Tuesday, 13 December 2011
According to research by members of Tel Aviv University on a site of human occupation of around 400,000 years ago, even before my time, they suggest that one of the keys to human development was the elephant in the habitation.
The old Homo erectus they believe existed largely on a diet of elephants. These are animals that are slow moving, very big, easy to spot and bring down, they provided a rich long term store of nutrients at relatively little effort or thought.
Then for various reasons the elephants died out and those humans faced an era of severe austerity for which they were ill equipped. From somewhere another breed of humans emerged, faster, quicker and much cleverer and able to find, kill and feed on a wide range of smaller and more mobile animals.
Homo sapiens then made the world their own and happily chased all sorts of animals for food until a relatively short time ago they decided on a different form of diet, one based on farming. This was thought to have a number of advantages.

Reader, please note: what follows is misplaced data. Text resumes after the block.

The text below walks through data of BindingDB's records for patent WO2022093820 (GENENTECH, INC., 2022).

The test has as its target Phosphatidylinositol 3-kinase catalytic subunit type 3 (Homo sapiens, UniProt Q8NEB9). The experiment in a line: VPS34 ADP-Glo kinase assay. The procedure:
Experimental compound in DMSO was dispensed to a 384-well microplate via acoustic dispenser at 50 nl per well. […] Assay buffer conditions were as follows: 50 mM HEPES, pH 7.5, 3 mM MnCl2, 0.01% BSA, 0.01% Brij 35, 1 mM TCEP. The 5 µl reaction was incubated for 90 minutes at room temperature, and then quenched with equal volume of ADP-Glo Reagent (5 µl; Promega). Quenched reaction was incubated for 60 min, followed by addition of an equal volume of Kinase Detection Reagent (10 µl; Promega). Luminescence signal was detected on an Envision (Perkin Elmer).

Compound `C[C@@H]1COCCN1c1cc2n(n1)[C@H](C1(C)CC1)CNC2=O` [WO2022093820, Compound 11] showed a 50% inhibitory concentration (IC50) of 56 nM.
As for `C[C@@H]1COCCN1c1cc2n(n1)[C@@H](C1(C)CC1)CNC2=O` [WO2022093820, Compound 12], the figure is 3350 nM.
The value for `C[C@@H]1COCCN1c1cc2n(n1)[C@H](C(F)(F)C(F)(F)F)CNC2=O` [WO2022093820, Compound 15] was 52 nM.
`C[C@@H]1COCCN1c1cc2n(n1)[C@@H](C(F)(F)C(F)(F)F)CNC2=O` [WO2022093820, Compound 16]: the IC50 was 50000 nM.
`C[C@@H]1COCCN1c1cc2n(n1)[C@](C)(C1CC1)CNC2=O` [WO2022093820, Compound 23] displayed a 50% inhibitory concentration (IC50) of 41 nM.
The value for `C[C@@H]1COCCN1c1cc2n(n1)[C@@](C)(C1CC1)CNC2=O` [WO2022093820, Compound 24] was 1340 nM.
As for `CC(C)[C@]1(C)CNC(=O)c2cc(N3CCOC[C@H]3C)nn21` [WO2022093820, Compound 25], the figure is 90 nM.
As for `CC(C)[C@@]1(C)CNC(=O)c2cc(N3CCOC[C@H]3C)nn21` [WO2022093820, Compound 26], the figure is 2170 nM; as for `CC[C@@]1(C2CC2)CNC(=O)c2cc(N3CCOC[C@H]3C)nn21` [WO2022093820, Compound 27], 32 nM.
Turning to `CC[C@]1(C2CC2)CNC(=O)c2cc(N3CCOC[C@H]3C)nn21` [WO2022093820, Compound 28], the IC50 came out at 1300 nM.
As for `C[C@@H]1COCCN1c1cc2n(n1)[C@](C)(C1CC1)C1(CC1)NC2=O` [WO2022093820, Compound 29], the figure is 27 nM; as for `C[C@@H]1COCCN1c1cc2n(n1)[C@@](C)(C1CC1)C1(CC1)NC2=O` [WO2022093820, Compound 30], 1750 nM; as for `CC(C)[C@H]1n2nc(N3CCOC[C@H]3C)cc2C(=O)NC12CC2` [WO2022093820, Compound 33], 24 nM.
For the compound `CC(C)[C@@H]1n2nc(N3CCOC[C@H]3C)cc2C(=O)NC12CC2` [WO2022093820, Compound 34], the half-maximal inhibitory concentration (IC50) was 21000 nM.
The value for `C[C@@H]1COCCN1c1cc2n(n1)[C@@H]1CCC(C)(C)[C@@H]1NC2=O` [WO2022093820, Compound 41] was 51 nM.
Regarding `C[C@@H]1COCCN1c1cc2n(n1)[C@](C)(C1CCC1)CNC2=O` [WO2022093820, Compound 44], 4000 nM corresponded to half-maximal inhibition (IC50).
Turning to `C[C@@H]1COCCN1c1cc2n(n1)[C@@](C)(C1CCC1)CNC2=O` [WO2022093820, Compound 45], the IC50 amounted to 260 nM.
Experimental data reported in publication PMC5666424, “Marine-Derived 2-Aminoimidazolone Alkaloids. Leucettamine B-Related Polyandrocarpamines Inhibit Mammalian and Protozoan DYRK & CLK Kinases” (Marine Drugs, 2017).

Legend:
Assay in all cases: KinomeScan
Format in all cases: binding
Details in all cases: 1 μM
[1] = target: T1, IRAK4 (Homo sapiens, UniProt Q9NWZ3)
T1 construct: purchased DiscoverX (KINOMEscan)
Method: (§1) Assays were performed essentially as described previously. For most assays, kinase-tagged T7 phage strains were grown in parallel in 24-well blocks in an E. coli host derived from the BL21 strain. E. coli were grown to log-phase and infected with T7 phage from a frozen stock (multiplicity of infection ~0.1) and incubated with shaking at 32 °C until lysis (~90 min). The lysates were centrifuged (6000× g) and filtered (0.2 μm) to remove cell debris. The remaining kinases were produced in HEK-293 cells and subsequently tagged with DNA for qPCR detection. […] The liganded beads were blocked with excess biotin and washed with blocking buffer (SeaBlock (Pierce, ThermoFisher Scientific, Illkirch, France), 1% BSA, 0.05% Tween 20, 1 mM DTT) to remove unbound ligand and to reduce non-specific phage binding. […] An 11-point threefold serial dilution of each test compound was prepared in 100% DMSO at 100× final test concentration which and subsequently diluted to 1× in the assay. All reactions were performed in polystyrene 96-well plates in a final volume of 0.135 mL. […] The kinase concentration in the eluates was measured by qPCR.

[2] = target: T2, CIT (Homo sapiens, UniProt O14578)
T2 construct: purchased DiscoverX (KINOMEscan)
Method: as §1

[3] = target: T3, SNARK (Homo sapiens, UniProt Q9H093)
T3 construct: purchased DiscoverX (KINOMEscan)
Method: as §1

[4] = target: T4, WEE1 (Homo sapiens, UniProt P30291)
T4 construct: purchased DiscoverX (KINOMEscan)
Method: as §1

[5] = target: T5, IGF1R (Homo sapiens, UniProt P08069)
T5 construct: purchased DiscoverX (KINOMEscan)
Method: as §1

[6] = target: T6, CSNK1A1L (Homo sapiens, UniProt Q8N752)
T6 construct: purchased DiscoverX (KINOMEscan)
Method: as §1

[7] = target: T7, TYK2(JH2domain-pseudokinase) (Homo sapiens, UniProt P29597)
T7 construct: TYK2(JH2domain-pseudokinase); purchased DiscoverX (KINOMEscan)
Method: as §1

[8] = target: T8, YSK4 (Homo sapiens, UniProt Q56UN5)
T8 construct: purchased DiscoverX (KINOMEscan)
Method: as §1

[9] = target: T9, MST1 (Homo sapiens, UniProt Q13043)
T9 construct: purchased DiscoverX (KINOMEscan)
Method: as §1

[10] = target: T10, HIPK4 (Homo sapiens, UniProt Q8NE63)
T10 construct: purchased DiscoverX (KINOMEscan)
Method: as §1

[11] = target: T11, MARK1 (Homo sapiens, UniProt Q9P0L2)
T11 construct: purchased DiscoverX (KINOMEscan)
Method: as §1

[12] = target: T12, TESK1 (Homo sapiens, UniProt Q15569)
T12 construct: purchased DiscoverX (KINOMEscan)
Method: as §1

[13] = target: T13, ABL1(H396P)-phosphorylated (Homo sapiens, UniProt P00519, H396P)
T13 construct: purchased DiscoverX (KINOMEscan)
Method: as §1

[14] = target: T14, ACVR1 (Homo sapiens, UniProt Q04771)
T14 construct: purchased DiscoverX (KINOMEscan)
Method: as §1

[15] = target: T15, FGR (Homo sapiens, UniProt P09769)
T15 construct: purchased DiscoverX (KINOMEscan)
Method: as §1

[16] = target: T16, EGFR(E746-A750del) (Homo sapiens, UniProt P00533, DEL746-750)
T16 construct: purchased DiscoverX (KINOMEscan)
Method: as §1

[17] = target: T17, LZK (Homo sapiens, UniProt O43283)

One of these was the creation of urban areas which became power blocks to dominate their local areas. These power blocks became bigger and bigger and with the growth in the number of this breed of humans more and more became based in urban areas and their immediate hinterlands.
For many reasons these humans retained a capacity for thought at an advanced level together with a variety of skills of survival, social interaction and substantial physical capability. When we look at what recent generations could do and did it is astonishing in comparison with most of the humans of today.
Now when looking at my fellow humans and their activities they seems to be an increasingly useless and physically incapable lot. They know little, have few skills, have poorer and poorer language capability, more and more limited abilities in complex social interaction and are completely dependent on others.
As I look about me and think back not too many years they seem to be another species in the long chain of human development.
The question is whether homo sapiens is giving way now to homo stupidus?